This comforting rice pudding is a useful source of calcium, but you can also increase your calcium intake through milk, cheese, yogurt and fromage frais, as well as green leafy vegetables, nuts and seeds. Enjoying some higher-fat foods may enrich your breast milk, because both the quality and quantity of the fat you eat influences its composition.

Rice pudding is a classic comfort food and makes an ideal bedtime snack, with ingredients like the milk and cream helping your body produce hormones that aid sleep and relaxation.

Try this healthy spiced rice pudding.

4. Stir-fried noodles with vegetables & tofu

singapore noodles with tofu

If you don’t eat dairy, you can still get calcium from non-dairy food sources. One example is tofu, and this delicious dish combines it with vegetables and noodles. You can add some broccoli too as it’s another source of calcium. Other non-dairy calcium sources include brown bread, pulses and dried fruit.

Try these stir-fried noodles with vegetables & tofu.

5. One-pot harissa chicken

one-pot Moroccan chicken

While a healthy and balanced diet will provide all the protein most people need, during pregnancy and breastfeeding some people need a boost.

This tasty chicken casserole is packed with protein as well as vegetables, and is low in fat. If you don’t eat or like chicken, the spices and flavours in this recipe work well with beans or lentils too.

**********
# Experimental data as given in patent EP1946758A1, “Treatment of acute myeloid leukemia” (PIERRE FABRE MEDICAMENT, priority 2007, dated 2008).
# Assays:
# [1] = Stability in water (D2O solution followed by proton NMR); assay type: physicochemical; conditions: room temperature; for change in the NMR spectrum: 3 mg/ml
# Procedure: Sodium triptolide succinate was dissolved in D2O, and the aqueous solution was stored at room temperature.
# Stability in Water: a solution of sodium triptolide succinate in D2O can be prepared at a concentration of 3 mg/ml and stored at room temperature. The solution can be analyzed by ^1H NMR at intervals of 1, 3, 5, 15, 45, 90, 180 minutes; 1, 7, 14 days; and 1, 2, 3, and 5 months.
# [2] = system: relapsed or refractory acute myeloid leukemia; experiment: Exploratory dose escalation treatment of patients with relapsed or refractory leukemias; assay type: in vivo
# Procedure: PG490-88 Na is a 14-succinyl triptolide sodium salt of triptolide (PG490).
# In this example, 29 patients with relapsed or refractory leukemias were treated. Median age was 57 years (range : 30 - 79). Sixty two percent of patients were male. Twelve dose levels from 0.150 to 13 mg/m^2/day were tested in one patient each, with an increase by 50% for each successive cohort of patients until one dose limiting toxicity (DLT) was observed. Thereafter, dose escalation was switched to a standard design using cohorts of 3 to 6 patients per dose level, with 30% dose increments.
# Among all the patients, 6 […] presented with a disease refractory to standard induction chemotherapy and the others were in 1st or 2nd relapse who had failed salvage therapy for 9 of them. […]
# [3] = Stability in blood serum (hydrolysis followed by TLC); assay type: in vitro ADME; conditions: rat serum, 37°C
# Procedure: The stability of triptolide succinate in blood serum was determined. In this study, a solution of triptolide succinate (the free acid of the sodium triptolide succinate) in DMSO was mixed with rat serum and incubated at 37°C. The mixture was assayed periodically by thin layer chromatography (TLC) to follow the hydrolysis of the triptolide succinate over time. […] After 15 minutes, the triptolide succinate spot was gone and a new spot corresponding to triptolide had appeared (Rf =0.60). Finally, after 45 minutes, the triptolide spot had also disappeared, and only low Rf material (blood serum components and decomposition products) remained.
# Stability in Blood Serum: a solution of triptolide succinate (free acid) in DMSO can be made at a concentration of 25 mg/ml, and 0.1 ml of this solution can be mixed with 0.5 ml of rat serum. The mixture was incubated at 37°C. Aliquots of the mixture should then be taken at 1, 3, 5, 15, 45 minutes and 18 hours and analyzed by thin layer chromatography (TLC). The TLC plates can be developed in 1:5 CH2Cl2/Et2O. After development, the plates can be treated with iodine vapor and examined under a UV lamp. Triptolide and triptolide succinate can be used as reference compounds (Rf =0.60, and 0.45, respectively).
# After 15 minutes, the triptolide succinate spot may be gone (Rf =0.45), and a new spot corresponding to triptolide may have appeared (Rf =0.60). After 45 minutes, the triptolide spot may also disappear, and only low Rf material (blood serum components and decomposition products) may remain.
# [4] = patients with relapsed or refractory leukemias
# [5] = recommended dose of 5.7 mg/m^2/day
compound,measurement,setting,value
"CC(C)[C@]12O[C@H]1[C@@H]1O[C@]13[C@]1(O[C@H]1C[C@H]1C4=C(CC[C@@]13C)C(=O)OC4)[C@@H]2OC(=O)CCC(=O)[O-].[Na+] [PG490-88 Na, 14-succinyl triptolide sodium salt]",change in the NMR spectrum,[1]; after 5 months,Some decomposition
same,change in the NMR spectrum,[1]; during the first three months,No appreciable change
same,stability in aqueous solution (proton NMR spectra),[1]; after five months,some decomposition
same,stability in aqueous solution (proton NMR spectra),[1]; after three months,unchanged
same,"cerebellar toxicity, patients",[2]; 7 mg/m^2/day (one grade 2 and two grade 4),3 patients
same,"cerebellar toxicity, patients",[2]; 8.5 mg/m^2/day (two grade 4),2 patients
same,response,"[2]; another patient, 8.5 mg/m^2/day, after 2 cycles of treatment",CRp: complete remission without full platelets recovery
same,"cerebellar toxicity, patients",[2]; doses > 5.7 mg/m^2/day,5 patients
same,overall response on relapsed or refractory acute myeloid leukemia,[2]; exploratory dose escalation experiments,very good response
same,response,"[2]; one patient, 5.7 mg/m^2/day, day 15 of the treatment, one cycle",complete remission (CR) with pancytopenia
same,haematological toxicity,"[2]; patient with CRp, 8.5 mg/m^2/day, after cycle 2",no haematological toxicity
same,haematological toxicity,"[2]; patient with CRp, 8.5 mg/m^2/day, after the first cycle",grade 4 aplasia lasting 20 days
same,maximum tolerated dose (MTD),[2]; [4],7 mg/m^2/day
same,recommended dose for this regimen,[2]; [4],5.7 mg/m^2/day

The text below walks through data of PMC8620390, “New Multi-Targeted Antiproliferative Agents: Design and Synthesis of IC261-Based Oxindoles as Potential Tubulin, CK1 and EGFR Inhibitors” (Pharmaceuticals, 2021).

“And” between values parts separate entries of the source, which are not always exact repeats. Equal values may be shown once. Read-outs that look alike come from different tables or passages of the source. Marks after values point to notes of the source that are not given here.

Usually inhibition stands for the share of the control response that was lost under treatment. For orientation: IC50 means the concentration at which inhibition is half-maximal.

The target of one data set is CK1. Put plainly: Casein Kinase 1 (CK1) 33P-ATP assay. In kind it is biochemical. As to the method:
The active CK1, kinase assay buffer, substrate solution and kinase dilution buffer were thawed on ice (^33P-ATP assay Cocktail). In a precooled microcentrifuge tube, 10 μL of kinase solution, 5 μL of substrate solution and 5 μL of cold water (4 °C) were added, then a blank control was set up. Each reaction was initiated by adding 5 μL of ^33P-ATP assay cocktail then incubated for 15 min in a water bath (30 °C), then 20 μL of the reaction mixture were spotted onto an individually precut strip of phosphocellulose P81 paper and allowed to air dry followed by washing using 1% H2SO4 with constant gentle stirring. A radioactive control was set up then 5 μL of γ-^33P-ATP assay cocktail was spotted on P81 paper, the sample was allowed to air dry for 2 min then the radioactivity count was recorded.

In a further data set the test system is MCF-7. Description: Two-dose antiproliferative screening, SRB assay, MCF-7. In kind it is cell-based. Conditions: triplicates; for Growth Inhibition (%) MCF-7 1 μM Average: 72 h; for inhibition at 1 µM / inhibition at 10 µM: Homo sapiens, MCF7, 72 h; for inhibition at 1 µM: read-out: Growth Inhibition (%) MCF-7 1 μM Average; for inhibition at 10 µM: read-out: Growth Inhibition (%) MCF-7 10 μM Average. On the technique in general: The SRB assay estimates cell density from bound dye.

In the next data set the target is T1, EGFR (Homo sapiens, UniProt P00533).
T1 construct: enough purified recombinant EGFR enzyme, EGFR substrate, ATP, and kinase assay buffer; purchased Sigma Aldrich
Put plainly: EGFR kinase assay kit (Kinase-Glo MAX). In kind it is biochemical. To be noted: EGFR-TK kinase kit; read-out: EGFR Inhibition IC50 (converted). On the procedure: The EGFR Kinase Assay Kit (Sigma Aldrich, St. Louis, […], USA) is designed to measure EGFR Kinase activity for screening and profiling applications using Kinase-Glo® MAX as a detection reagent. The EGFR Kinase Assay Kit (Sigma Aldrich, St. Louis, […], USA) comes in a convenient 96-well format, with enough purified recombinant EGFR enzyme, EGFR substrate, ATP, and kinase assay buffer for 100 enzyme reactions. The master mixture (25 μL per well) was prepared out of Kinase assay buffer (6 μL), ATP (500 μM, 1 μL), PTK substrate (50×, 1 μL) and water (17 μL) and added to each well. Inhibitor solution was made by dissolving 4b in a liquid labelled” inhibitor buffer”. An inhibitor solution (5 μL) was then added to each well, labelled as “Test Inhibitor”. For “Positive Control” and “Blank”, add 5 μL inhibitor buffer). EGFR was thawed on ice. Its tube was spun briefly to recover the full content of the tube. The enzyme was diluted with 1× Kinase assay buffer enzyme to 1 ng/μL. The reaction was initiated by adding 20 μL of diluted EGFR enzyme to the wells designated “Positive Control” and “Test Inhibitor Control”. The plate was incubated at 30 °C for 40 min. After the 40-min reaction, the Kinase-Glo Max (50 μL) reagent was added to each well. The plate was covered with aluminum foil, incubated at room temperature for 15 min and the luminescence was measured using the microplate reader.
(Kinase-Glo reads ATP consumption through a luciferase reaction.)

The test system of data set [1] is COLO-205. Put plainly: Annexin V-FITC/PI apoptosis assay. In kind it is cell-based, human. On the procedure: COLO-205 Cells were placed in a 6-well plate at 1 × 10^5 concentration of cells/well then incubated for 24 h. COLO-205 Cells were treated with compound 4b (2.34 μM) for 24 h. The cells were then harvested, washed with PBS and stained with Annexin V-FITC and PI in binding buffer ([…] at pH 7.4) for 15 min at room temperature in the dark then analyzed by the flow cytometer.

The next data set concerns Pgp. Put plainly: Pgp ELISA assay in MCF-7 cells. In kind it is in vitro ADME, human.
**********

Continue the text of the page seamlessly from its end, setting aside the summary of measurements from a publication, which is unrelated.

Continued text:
Try this one-pot harissa chicken.

6. Salmon, sesame & asparagus open sandwich

Salmon, sesame and asparagus open sandwich

UK dietary guidelines encourage us all to enjoy two portions of fish per week, with one portion being an oily variety such as salmon, trout, mackerel or sardines. This is because oily fish is a useful source of essential omega-3 fatty acids as well as vitamin D, while all varieties of fish are useful sources of vitamin B2 as well as calcium, iodine and zinc.

Don’t forget, when breastfeeding you should aim for no more than two portions of oily fish per week. It's unlikely that shark makes up a big part of your daily diet, but the NHS does recommend avoiding shark, marlin and swordfish as they can be high in mercury and other contaminants.

Try this salmon open sandwich.

7. Oat & chia porridge

oat and chia porridge

Easy, nourishing breakfast ideas that require little preparation and are easy to cook are a saviour for new mums. Our oat and chia porridge is packed with healthy ingredients such as flaxseed, which are a good plant-based source of omega-3 fatty acids.

Porridge, with its slow-releasing complex carbohydrates, helps sustain energy levels through the morning and will help keep you fuller for longer.

Try this oat & chia porridge.

8. Paneer curry

Paneer jalfrezi

It’s very common for mums-to-be to follow a good diet during pregnancy but to forget their own needs once their baby is born. Nutrient needs in early postpartum and during breastfeeding are just as important as during your pregnancy. It's at this point that you need to restore energy levels and take on additional nutrients to account for blood loss and to promote wound healing.